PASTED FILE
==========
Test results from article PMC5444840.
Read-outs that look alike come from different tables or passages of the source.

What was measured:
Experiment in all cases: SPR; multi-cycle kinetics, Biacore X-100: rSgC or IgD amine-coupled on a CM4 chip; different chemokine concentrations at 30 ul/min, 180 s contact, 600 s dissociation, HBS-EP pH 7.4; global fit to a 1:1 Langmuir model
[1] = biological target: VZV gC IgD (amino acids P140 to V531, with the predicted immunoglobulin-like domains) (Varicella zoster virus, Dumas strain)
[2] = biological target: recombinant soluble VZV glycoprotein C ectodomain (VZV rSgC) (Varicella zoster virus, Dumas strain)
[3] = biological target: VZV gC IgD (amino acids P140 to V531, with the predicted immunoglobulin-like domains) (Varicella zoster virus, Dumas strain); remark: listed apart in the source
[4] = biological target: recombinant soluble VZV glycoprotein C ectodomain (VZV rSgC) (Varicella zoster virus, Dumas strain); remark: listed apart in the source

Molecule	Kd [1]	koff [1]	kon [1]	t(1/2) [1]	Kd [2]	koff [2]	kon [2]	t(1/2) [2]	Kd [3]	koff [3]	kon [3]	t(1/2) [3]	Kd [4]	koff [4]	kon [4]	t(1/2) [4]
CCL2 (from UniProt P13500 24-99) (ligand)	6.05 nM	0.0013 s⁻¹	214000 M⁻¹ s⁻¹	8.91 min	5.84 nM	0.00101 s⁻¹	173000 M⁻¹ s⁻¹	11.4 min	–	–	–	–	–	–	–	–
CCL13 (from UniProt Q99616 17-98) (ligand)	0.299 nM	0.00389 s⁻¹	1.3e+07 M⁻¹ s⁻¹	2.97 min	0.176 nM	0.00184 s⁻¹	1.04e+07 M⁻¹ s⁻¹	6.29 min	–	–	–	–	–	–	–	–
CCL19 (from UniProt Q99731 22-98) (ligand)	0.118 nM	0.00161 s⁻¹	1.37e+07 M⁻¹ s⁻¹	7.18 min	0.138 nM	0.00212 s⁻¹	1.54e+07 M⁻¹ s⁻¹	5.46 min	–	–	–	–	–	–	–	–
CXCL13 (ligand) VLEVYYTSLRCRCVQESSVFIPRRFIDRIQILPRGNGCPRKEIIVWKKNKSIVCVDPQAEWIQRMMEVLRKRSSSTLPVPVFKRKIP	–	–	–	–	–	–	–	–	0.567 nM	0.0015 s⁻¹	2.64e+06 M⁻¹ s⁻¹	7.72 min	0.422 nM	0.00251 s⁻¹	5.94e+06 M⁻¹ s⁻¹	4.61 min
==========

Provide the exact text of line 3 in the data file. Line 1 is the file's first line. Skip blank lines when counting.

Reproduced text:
What was measured: